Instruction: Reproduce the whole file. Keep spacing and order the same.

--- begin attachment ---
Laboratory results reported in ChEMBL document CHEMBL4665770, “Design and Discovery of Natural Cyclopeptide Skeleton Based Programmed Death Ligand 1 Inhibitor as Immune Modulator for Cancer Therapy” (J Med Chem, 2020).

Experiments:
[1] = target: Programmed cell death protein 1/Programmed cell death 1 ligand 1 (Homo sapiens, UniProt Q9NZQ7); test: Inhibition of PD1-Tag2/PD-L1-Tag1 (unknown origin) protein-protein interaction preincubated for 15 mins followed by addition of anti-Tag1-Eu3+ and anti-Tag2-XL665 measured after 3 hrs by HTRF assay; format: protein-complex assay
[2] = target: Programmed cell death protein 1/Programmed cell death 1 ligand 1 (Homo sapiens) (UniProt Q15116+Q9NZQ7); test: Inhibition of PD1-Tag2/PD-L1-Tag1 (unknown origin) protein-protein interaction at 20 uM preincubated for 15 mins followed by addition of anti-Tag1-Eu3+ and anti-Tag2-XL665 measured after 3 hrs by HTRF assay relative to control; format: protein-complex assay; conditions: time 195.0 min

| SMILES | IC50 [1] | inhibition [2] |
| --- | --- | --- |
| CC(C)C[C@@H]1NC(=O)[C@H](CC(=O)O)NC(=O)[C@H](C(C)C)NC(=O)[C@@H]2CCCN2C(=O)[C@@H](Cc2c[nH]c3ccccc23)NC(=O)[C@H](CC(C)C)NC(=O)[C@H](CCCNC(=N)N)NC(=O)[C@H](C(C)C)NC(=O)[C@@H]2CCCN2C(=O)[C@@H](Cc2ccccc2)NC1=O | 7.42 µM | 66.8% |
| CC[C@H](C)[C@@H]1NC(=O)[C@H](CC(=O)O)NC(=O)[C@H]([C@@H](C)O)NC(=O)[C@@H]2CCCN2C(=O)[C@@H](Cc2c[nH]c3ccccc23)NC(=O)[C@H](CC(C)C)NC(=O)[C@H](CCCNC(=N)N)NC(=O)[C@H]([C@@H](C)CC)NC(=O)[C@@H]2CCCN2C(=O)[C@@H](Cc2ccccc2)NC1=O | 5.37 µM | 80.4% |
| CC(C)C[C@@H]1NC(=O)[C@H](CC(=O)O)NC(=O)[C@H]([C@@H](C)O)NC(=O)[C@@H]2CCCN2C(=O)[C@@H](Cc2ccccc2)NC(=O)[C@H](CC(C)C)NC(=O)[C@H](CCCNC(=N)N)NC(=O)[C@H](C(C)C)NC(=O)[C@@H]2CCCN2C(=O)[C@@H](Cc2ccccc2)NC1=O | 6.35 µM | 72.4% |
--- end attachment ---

Laboratory results reported in ChEMBL document CHEMBL4665770, “Design and Discovery of Natural Cyclopeptide Skeleton Based Programmed Death Ligand 1 Inhibitor as Immune Modulator for Cancer Therapy” (J Med Chem, 2020).

Experiments:
[1] = target: Programmed cell death protein 1/Programmed cell death 1 ligand 1 (Homo sapiens, UniProt Q9NZQ7); test: Inhibition of PD1-Tag2/PD-L1-Tag1 (unknown origin) protein-protein interaction preincubated for 15 mins followed by addition of anti-Tag1-Eu3+ and anti-Tag2-XL665 measured after 3 hrs by HTRF assay; format: protein-complex assay
[2] = target: Programmed cell death protein 1/Programmed cell death 1 ligand 1 (Homo sapiens) (UniProt Q15116+Q9NZQ7); test: Inhibition of PD1-Tag2/PD-L1-Tag1 (unknown origin) protein-protein interaction at 20 uM preincubated for 15 mins followed by addition of anti-Tag1-Eu3+ and anti-Tag2-XL665 measured after 3 hrs by HTRF assay relative to control; format: protein-complex assay; conditions: time 195.0 min

| SMILES | IC50 [1] | inhibition [2] |
| --- | --- | --- |
| CC(C)C[C@@H]1NC(=O)[C@H](CC(=O)O)NC(=O)[C@H](C(C)C)NC(=O)[C@@H]2CCCN2C(=O)[C@@H](Cc2c[nH]c3ccccc23)NC(=O)[C@H](CC(C)C)NC(=O)[C@H](CCCNC(=N)N)NC(=O)[C@H](C(C)C)NC(=O)[C@@H]2CCCN2C(=O)[C@@H](Cc2ccccc2)NC1=O | 7.42 µM | 66.8% |
| CC[C@H](C)[C@@H]1NC(=O)[C@H](CC(=O)O)NC(=O)[C@H]([C@@H](C)O)NC(=O)[C@@H]2CCCN2C(=O)[C@@H](Cc2c[nH]c3ccccc23)NC(=O)[C@H](CC(C)C)NC(=O)[C@H](CCCNC(=N)N)NC(=O)[C@H]([C@@H](C)CC)NC(=O)[C@@H]2CCCN2C(=O)[C@@H](Cc2ccccc2)NC1=O | 5.37 µM | 80.4% |
| CC(C)C[C@@H]1NC(=O)[C@H](CC(=O)O)NC(=O)[C@H]([C@@H](C)O)NC(=O)[C@@H]2CCCN2C(=O)[C@@H](Cc2ccccc2)NC(=O)[C@H](CC(C)C)NC(=O)[C@H](CCCNC(=N)N)NC(=O)[C@H](C(C)C)NC(=O)[C@@H]2CCCN2C(=O)[C@@H](Cc2ccccc2)NC1=O | 6.35 µM | 72.4% |